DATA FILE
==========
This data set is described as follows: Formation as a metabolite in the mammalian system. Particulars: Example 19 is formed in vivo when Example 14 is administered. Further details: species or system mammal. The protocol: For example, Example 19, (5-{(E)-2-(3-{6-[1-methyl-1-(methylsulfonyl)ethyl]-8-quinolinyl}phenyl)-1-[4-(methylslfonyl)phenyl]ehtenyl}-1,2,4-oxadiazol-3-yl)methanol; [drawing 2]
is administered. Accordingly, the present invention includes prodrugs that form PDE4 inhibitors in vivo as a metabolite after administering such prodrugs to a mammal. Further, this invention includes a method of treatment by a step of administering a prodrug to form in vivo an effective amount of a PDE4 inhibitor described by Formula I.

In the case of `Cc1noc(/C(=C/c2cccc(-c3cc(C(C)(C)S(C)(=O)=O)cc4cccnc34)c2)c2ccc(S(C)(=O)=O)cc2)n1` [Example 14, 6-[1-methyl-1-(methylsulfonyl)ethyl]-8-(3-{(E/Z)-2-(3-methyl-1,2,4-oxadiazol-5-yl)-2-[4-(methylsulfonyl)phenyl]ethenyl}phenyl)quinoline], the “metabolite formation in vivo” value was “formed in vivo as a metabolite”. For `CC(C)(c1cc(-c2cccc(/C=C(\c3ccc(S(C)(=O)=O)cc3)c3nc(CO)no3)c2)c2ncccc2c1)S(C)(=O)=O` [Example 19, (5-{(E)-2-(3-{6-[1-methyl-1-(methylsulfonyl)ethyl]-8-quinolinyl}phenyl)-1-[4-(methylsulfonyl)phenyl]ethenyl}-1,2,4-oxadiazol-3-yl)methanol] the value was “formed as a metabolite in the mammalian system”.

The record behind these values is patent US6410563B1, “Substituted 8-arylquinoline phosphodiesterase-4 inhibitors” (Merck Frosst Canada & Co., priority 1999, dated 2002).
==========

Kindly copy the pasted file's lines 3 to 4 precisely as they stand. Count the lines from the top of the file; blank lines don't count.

In the case of `Cc1noc(/C(=C/c2cccc(-c3cc(C(C)(C)S(C)(=O)=O)cc4cccnc34)c2)c2ccc(S(C)(=O)=O)cc2)n1` [Example 14, 6-[1-methyl-1-(methylsulfonyl)ethyl]-8-(3-{(E/Z)-2-(3-methyl-1,2,4-oxadiazol-5-yl)-2-[4-(methylsulfonyl)phenyl]ethenyl}phenyl)quinoline], the “metabolite formation in vivo” value was “formed in vivo as a metabolite”. For `CC(C)(c1cc(-c2cccc(/C=C(\c3ccc(S(C)(=O)=O)cc3)c3nc(CO)no3)c2)c2ncccc2c1)S(C)(=O)=O` [Example 19, (5-{(E)-2-(3-{6-[1-methyl-1-(methylsulfonyl)ethyl]-8-quinolinyl}phenyl)-1-[4-(methylsulfonyl)phenyl]ethenyl}-1,2,4-oxadiazol-3-yl)methanol] the value was “formed as a metabolite in the mammalian system”.

The record behind these values is patent US6410563B1, “Substituted 8-arylquinoline phosphodiesterase-4 inhibitors” (Merck Frosst Canada & Co., priority 1999, dated 2002).